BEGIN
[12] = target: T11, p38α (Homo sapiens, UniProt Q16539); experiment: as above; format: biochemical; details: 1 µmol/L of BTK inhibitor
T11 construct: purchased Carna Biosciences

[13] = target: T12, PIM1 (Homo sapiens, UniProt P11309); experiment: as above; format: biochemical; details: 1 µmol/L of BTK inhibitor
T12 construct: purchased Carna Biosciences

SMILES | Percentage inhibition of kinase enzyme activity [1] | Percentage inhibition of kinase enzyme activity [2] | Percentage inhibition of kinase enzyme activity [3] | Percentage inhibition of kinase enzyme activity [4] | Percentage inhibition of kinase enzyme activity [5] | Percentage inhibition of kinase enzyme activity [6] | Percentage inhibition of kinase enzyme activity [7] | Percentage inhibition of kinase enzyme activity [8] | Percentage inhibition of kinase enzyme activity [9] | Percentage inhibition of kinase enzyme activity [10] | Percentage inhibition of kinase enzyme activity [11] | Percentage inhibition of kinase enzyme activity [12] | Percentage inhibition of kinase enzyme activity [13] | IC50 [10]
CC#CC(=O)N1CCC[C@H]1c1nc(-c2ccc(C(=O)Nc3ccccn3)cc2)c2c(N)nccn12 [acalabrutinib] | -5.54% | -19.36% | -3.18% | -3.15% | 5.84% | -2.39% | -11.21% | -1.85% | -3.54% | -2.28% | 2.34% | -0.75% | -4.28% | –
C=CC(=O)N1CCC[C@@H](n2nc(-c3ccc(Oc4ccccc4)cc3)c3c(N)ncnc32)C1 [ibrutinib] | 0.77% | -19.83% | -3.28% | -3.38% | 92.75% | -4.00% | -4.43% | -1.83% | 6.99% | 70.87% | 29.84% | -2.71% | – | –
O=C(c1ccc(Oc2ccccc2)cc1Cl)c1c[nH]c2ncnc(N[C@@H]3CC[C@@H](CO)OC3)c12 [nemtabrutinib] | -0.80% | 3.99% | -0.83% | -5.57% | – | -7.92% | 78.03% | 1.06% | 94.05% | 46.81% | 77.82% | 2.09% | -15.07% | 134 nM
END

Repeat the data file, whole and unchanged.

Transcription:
[12] = target: T11, p38α (Homo sapiens, UniProt Q16539); experiment: as above; format: biochemical; details: 1 µmol/L of BTK inhibitor
T11 construct: purchased Carna Biosciences

[13] = target: T12, PIM1 (Homo sapiens, UniProt P11309); experiment: as above; format: biochemical; details: 1 µmol/L of BTK inhibitor
T12 construct: purchased Carna Biosciences

SMILES | Percentage inhibition of kinase enzyme activity [1] | Percentage inhibition of kinase enzyme activity [2] | Percentage inhibition of kinase enzyme activity [3] | Percentage inhibition of kinase enzyme activity [4] | Percentage inhibition of kinase enzyme activity [5] | Percentage inhibition of kinase enzyme activity [6] | Percentage inhibition of kinase enzyme activity [7] | Percentage inhibition of kinase enzyme activity [8] | Percentage inhibition of kinase enzyme activity [9] | Percentage inhibition of kinase enzyme activity [10] | Percentage inhibition of kinase enzyme activity [11] | Percentage inhibition of kinase enzyme activity [12] | Percentage inhibition of kinase enzyme activity [13] | IC50 [10]
CC#CC(=O)N1CCC[C@H]1c1nc(-c2ccc(C(=O)Nc3ccccn3)cc2)c2c(N)nccn12 [acalabrutinib] | -5.54% | -19.36% | -3.18% | -3.15% | 5.84% | -2.39% | -11.21% | -1.85% | -3.54% | -2.28% | 2.34% | -0.75% | -4.28% | –
C=CC(=O)N1CCC[C@@H](n2nc(-c3ccc(Oc4ccccc4)cc3)c3c(N)ncnc32)C1 [ibrutinib] | 0.77% | -19.83% | -3.28% | -3.38% | 92.75% | -4.00% | -4.43% | -1.83% | 6.99% | 70.87% | 29.84% | -2.71% | – | –
O=C(c1ccc(Oc2ccccc2)cc1Cl)c1c[nH]c2ncnc(N[C@@H]3CC[C@@H](CO)OC3)c12 [nemtabrutinib] | -0.80% | 3.99% | -0.83% | -5.57% | – | -7.92% | 78.03% | 1.06% | 94.05% | 46.81% | 77.82% | 2.09% | -15.07% | 134 nM